Metastatic Prostate Cancer Life Expectancy

Metastatic Prostate Cancer Life Expectancy Without Treatment

Metastatic prostate cancer life expectancy without treatment - The problem of life expectancy of advanced prostate cancer is common after a man receives a diagnosis. Questions are not always so easy to answer. Prostate cancer is the cause of more than 1% of the total deaths in men. Its incidence increases by 2%-3% per annum. There are two main reasons for this growth. The first is an increase in life expectancy, and the second is that the testing of the specific prostatic antigen (PSA) allowed early and more accurate diagnosis of the disease. The general prognosis for diagnosed prostate cancer remains weak, with a survival of 70% to 10 years compared to the general population. Approximately 50% of cases are diagnosed at an advanced stage at the local level and about 30% have bone metastases at the time of diagnosis.

Systemic treatment for prostate cancer includes different types of hormone therapy. Bisfosfonații or Radionuclide such as strontium 89 or other isotopes may be used in cases where bone lesions are identified. Other treatments include external radiotherapy and surgical interventions. Chemotherapy has become an additional choice when hormonal treatment fails.

Metastatic Prostate Cancer Life Expectancy

In 1996, in the United States, 317,000 new cases were diagnosed and 41,000 deaths were reported. This last digit represents 13% of the total deaths caused by American cancer. In secular terms, it means that the death of prostate cancer occurs every 13 minutes. In 1990, the same number was recorded in France, with 17,600 new cases and 9,200 reported deaths. However, in 1999, the 33 annual compilation of cancer statistics showed that the incidence of prostate cancer had decreased significantly, with a death reduction of 11% of 1991. Metastatic prostate cancer life expectancy - These statistics also reported an increase of 20% in 10 years of survival, between 1988 and 1995.

While in 2013, more than 235000 people would be diagnosed with prostate cancer and nearly 30,000 people would die of disease depending on the American Cancer Society (ACS). In general, the survival of prostate cancer is good. According to the ACS, the relative survival rates of 5, 10 and 15 years are very good at almost 100%, 98%, and 93% respectively. See also: Prostate Cancer Spread Metastatic to Bones Life Expectancy.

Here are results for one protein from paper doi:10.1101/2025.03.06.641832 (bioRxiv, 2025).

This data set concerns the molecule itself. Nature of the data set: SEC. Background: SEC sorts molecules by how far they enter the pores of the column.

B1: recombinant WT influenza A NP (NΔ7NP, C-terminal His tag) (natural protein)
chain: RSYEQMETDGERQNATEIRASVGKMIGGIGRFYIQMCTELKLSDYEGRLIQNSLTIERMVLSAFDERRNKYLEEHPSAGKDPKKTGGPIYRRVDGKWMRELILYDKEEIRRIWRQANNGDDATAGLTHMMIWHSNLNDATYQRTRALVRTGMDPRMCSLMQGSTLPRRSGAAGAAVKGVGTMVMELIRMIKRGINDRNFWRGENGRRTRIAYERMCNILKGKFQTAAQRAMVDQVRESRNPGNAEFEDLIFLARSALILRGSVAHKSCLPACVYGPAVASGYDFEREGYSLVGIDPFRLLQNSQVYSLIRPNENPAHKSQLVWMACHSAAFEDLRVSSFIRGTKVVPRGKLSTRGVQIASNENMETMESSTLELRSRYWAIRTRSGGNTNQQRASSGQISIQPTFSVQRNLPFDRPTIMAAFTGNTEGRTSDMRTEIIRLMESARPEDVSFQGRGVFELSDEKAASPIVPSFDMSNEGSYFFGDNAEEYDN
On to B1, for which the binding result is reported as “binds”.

However, the results vary dramatically based on the stages. For local level (i.e. cancer has not spread beyond the prostate) and regional stadiums (spread in nearby areas such as bladder and lymph nodes), the survival of 5 years is almost 100%. However, cancers that have spread to distant parts of the body, such as lymph nodes, bones or other organs, the survival of 5 years is only 28%.

Certain clinical factors can determine your life expectancy for advanced prostate cancer. These include things like tumor stage, Gleason score, PSA level and previous treatment response. In addition, a number of patient-specific factors, such as age, other medical problems and the current functional state, play a role in life expectancy in the case of advanced prostate cancer.

Metastatic prostate cancer life expectancy - An option that you can discuss with your doctor is Provenge. The best treatment for you. At this point it may not be an exact science, there are a number of choices. This treatment is a new immunotherapy specially designed for your specific cancer. Basically, some of your cells. Immune cells are removed from the bloodstream and specifically treated to develop your personal Provenge infusion. When you are given as an infusion, these cells find and attack the advanced prostate cancer cells in your body. With this treatment, the PSA level may not decrease and may take time to work, so it is not optimal for patients who need a quick response.

Other options include chemotherapy, such as docetaxel and anti-androgen, such as Abirateron and enzalutamide. Docetaxel, unlike Provenge, is administered to patients with rapid progressive and symptomatic diseases. Abiraterone and enzalutamide can be administered orally and are generally well tolerated by patients. Patients with prostate cancer can live a long time, and new therapies have the potential to allow you to live longer and be more productive.

In addition, approximately 75% of metastatic prostate cancer is sensitive to hormones. The average response time to the androgen deficiency is about 18 months, survival after the second line treatment ranges from 6 to 10 months.

Early treatment for symptomatic patients or for those suffering from progressive disease, hormonal therapy is considered compulsory. However, for patients who are not susceptible to non-symptomatic hormones, this may not always be the case. Hormonal treatment has unwanted side effects, especially sexual ones. Metastatic prostate cancer life expectancy - The cost of such care can also be great. It is also important to note that hormone therapy remains effective in asymptomatic patients. However, the delay in treatment with only nine months presents the risk of compressing the spinal cord.

Sometimes castration is performed, castration is performed either surgically with bilateral orchiectomy, either medicativ with agonists LHRH, such as Triptorelina, Leuproreline, Busereline and Goserelina. This treatment can sometimes cause a paradoxical effect, which is usually described as  "inflammation". Metastatic prostate cancer life expectancy - This effect is more common in cases of bone lesions and is caused by an initial, temporary increase in the levels of LH and testosterone. This can cause bone pain that lasts about a week. This phenomenon explains the necessity of taking a AA for two weeks before and after medical castration to avoid this relapse effect.